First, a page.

Its time to bring your amaryllis indoors! Well, a few weeks ago was probably the time to bring your amaryllis indoors but it isn’t too late. I’ve been letting my amaryllis grow outside all summer. This has been so easy that I have, in fact, completely forgotten about them. I’ve been so proud of myself for the restraint I’ve shown because there is a little bit of space on my plant shelves… and then I discover yet another plant which I have not brought indoors. I planted my two amaryllis outside near the end of May. I tucked them behind some elephant ears and hibiscus and, truthfully, forgot they were there until I saw some amaryllis indoors at a garden center yesterday. I planted them directly in the soil and let them grow all summer. This is what they look like now: The bulbs themselves look healthy and the leaves aren’t even showing any damage from the frosts we’ve experienced. This is the first time I’ve planted these outdoors so I didn’t really know what to expect. I found that they popped out of the soil pretty easily. The largest had a pretty sizable clump of soil on it that I was able to break away before bringing this amaryllis indoors. I repotted both bulbs in separate containers with fresh potting soil. At this point they will go down to the basement to have some quiet time. I will stop watering them and will wait for the leaves to turn brown and desiccate before cutting them off. The ISU Extension suggests, “place the dormant bulb in a 50 to 55 degree F location for at least 8 to 10 weeks. After the cool requirement has been met, start the growth cycle again by watering the bulb and placing it in a well-lighted, 70 to 75 degree F location.” Since my bulbs have already experienced quite a bit of these cool temperatures outdoors I am writing a note on the calendar to pull these the week of Thanksgiving (approximately five weeks away). I am hoping this will have been enough time to trigger the flowering to come. I think I am in trouble. Leaving these bulbs outside and then bringing my amaryllis indoors was so easy that I am worried I will need more. Here we...
Succulent tables & Bloomingtables

Succulent tables & Bloomingtables

Who doesn’t love succulents? Who also has so many plants that they are running out of space? Just today I was introduced to Bloomingtables and I think this succulent table may be the perfect way to squeeze just a few more plants into our home! This project is still in the KickStarter campaign, but their beautiful design is sure to be a hit. I am a little dubious about plant selection and I think its going to be very important to select the right plants for your location. These older posts on growing succulents indoors and succulent terrariums will give you lots of good ideas for succulents that will do well without a ton of light. All of these will keep their great shapes and colors in darker rooms. And now I’ve started thinking, what would I plant in my BloomingTable? I am leaning toward mosses! Wouldn’t a table planted with lots of mosses, maybe selaginella be beautiful? It would need to be kept fairly moist, but the water tight design would be perfect for this. This post was written completely on my own behalf. I have not received any product or payment in exchange for my...
Japanese Themes to Transform Your Backyard

Japanese Themes to Transform Your Backyard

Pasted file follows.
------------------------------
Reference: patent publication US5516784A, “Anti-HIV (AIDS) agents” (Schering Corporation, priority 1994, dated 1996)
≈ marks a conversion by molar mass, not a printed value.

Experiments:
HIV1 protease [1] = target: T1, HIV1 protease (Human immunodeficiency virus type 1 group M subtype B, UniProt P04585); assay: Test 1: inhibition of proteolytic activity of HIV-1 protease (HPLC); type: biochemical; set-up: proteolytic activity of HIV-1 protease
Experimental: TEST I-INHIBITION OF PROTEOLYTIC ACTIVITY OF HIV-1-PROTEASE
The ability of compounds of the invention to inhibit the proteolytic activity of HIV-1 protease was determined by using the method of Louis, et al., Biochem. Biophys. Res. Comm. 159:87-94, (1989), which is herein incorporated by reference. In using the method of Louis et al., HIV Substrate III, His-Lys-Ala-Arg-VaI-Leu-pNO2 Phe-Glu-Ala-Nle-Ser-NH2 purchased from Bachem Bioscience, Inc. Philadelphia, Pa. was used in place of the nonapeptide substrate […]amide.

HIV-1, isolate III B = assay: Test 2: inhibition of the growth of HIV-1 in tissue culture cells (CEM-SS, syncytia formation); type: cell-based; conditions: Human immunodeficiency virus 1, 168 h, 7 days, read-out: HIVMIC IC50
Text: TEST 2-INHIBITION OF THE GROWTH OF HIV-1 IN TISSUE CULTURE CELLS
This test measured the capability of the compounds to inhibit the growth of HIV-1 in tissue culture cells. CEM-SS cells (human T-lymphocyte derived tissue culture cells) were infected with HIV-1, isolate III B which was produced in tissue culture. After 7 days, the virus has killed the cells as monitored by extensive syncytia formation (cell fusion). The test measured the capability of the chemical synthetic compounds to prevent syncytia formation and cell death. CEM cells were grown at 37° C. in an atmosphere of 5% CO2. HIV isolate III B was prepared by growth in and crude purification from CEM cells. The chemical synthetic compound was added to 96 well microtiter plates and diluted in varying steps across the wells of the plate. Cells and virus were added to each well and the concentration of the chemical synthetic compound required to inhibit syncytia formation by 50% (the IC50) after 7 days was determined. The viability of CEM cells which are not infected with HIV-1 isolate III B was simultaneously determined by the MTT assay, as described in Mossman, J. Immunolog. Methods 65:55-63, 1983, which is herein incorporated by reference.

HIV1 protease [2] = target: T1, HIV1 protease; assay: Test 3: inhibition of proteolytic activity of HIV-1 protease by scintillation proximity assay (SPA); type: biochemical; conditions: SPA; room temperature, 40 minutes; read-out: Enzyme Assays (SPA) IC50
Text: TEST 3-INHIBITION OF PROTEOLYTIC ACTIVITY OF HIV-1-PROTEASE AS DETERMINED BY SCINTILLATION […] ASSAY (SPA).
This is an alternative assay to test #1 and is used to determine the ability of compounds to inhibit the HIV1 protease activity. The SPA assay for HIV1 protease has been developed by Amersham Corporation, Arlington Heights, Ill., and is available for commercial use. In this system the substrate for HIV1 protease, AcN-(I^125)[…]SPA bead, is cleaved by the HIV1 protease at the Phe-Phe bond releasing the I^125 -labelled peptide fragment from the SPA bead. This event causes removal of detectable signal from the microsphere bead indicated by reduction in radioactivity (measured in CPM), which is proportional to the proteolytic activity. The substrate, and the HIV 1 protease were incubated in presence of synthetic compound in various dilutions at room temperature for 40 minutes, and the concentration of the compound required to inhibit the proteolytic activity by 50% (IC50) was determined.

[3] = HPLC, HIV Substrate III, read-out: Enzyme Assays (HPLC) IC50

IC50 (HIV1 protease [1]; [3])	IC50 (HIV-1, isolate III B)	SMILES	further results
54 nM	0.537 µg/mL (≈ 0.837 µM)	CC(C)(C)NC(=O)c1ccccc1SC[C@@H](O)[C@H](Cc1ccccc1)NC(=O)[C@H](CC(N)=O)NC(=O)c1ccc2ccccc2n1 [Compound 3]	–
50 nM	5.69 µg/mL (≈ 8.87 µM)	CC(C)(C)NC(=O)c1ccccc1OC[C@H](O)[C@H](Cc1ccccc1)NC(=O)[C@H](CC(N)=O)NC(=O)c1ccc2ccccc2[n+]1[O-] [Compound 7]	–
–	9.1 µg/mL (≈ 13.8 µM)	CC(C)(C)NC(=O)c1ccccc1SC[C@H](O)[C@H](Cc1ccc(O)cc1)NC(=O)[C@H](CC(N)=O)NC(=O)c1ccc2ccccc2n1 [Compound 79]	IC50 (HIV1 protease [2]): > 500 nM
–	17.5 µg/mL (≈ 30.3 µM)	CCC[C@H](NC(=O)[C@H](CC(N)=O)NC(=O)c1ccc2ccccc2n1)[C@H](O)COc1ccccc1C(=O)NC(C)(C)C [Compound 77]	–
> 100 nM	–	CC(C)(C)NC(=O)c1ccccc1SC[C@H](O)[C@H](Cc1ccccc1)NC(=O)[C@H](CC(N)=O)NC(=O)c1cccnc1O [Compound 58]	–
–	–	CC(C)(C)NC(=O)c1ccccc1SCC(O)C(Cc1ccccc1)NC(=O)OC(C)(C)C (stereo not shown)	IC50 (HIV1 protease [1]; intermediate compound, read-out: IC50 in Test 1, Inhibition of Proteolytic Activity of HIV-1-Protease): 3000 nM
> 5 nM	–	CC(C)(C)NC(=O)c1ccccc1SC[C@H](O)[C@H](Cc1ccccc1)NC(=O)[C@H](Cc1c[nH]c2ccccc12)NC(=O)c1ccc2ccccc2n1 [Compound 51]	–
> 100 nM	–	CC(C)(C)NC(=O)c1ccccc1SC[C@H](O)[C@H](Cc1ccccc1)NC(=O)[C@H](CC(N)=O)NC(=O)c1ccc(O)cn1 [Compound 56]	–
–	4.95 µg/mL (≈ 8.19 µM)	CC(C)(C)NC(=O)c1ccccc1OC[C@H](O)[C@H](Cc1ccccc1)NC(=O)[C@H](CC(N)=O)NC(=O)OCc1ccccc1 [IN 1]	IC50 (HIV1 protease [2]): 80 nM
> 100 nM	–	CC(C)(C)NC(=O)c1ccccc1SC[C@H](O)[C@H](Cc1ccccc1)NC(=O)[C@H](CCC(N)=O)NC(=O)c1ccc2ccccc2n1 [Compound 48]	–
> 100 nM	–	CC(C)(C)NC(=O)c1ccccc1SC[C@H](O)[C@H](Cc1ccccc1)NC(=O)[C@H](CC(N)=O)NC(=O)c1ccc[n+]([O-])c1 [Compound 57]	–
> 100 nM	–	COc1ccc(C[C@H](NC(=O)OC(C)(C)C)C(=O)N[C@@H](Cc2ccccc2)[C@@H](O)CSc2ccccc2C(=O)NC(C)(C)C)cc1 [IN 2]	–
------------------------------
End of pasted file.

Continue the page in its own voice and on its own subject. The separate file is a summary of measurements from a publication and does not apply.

Flickr If you live in the West and you’re a little worried that your garden looks the same as your neighbor’s, then you might want to try a little Japanese inspiration.  Japan is a country, like many in the West, obsessed with its gardens. In Japan, the purpose of the garden is not to provide leisure or be a show of wealth, but to impart feelings of tranquility and peace. The cultural origins of gardens, therefore, are strikingly different from what many people are used to.  Because of this, gardens in Japan have a different style and theme. The focus is less on symmetry and formality, and more on creating the sort of places that allow the mind to wander from the troubles of the world. To put it bluntly, Japanese gardens are a kind of therapy.  So how do you create a Japanese garden? What are the principles behind such a project? Let’s take a look.  Include Lots Of Bamboo Flickr Bamboo is a type of grass, not a tree, even though it can grow as tall as trees and is solid to the touch. It’s not just food for pandas either; it’s a crucial ingredient in the average Japanese garden. Bamboo works exceptionally well as a form of natural fencing and is an excellent tool for enclosing small, narrow backyards, typical of so many Japanese suburbs.  Don’t Forget The Cherry Tree Japanese cherry blossom is famous all over the world, and for a good reason: it’s probably the most spectacular of all blossoming trees in the northern hemisphere. No Japanese garden would be complete without a cherry blossom bloom in the spring months.  Include Indigenous Plants Indigenous plants, like Weigela florida, give Japanese gardens an authentic appearance. Rhododendron plants also help to create the color palette that is emblematic of gardens from the region.  Include Water The Japanese believe that a garden is a place for meditation and reflection. Water has been a critical meditative aid for thousands of years, and so it should come as no surprise that it has made its way into the Japanese garden environment.  Both running water and still pools are acceptable since both help to create a profound sense of tranquility and serenity. Many Japanese gardens include small, decorative bridges over ponds to allow owners time and space for quiet contemplation of their existence.  Stone If you visit a large Japanese garden, you’re likely to find stone ornaments and symbols along the main walkways. These symbols are often purely for decorative purposes, although they may also be religious in nature.  If you don’t have any running water in your garden, you can use raked gravel to mimic the appearance of a flowing stream. You can use small bridges to traverse this ersatz feature, creating a more natural-looking environment.  Creating a Japanese-style garden is by no means easy. But once you understand the basics and put them all together, you can design something that stands...